I don't know what year this photo was taken
but by the dress it looks like 1920s. I love all the
wigwams dotted here and there. Maybole Shore and Croy shore
were very much used by day-trippers right up to the 60s when
cheap holidays in Spain started appearing.
I spent most of my summer holidays at Croy
Shore's Burnside Caravan Park (that was the park on the
right when you came down the Croy Shore road and entered on
to the sand). It was an old man called Mr McCall who owned
the park (the bit of ground his but'n'ben was on!!), and
really it was a field with a spicket, and a small brick
building which had a Girls' and a Boys' toilet - with half
doors!! I never used these toilets because if the boys saw
you going in they would come and say that they were going to
look over the door at you. They never did, because they
would have got into terrible trouble from Mr McCall and
their parents, but many a girl's scream was heard from that
wee building. There was a donkey in the field at the back,
some years. Sometimes on sunny weekend days, cars were
parked 3 lines deep all the way from Croy to Maybole Shore.
We had a great time watching the old cars
exit up the hill after a nice day on the beach. There were
always at least 4 cars that did not take a run at the hill
in a low gear and got stuck. We made it our job to go to
the car just turning onto the exit road to back up, and then
we worked our way along the line telling them to back up so
that the stalled car could freewheel backwards and then take
a run at the hill.
Jim Sym had a van on Mr McCall's site and I
played with his daughters most days throughout the summer.
My Auntie Betty from Glasgow had a van too, and my
cousin David and my Uncle Sam spent the summer holidays at
the van (I never thought of that as peculiar then, but it
does on thinking back on it now). He always had one or
other of his pals from Glasgow with him and all the Maybole
children thought of them as snooty interloupers (even though
my cousin was one of them), and quite a few scraps happened
between the boys.
When the last car was away up the road, we
all walked along the sand to Maybole shore hoping that the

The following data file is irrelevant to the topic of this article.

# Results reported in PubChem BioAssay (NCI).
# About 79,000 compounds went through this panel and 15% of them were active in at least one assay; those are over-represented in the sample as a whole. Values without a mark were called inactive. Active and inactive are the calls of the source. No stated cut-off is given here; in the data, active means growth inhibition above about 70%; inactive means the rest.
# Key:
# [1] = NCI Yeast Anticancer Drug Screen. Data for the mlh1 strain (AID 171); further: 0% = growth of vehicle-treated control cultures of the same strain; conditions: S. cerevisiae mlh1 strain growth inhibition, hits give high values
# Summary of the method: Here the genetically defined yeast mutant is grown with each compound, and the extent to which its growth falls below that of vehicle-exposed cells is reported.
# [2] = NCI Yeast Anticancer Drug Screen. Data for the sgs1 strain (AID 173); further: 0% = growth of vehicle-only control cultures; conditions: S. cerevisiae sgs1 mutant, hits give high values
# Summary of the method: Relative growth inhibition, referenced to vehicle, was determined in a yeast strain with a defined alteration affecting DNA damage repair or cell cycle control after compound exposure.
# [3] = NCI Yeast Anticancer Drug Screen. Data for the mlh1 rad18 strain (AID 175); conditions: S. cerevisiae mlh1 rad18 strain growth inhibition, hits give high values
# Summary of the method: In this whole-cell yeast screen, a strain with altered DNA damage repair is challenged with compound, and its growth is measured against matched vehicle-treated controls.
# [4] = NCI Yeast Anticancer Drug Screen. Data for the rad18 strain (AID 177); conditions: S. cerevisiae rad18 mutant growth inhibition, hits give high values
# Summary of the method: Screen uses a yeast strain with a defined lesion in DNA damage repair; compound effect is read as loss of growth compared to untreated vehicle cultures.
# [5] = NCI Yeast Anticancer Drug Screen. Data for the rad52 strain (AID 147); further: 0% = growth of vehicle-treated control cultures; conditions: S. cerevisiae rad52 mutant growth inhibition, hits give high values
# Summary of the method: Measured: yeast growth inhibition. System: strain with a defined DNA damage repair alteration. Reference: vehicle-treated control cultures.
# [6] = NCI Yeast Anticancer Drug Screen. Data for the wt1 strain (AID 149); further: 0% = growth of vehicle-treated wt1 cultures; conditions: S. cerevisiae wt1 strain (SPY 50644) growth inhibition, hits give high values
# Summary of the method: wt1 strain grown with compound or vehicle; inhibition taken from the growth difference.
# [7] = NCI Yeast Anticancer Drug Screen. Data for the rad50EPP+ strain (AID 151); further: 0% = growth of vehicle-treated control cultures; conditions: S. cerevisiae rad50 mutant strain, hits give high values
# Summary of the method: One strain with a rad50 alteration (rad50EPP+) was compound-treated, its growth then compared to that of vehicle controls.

picnickers had left things behind. Empty glass "ginger"
bottles were great because we took them to Croy Hotel (the
bigger building below the trees upper right) and got 2d for
each bottle. Mr and Mrs Glass-Watson owned the wee cottage
nearest in the picture, which eventually became the
expensive big house that is there now. Their 2 sons often
joined us in our beach pruch. We didn't go much beyond
Maybole shore because there was a big burn came down the
shore there and hardly any cars tried to drive through it.
It was quite deep in parts.
In front of Croy Hotel was a concrete slab
kiosk selling buckets and spades, and all manner of
interesting wee plastic toys. I saved up all year to take
money down to Croy and it was a hard job deciding what to
buy. I remember Dorothy Sym and I each bought very cheap
versions of a Sindy doll and we played with them all that
summer. We all learned to swim at the shore. It was easy
because the salt sea water was more buoyant than pool water
and we learned from each other. I don't remember anyone
watching over us when we were in the sea and I don't
remember any tragedies. There was an old rusty diving board
out in the sea, which had a deep pool in front of it. I was
too scared to dive off it, but some of the boys showed off
doing fancy turns and then staying under water until
everyone was quite worried.
These were wonderful days for me, because at
home I wasn't allowed to play on the street, only in the
garden, but my Granny and I were dispatched off to Croy
during the school summer holidays, and it was smashing. As
long as my Gran had a big history book to read, she let me
run about all day with the other children. She didn't even
like leaving her book to make dinner, but she knew I loved
new potatoes from the fields along the shore, and corned
beef, and so one day was new potatoes and butter, and the
next was new potatoes, butter and 2 slices of corned beef.
I thought this was fantastic and although we were there for
weeks, I never got tired of it - sounds awful now that I
think about it. Anyway, we ran about like little sand flies
all day. I remember striped T shirts, and white shorts,
plastic paddling shoes that bit into your skin, and "skint
knees", and it seemed to be sunny every day. I remember a
couple of wet days where we played in the tent that was
pitched beside the caravan so as not to disturb my Granny,
but in my memory there were very few of them. They were
magical days of freedom.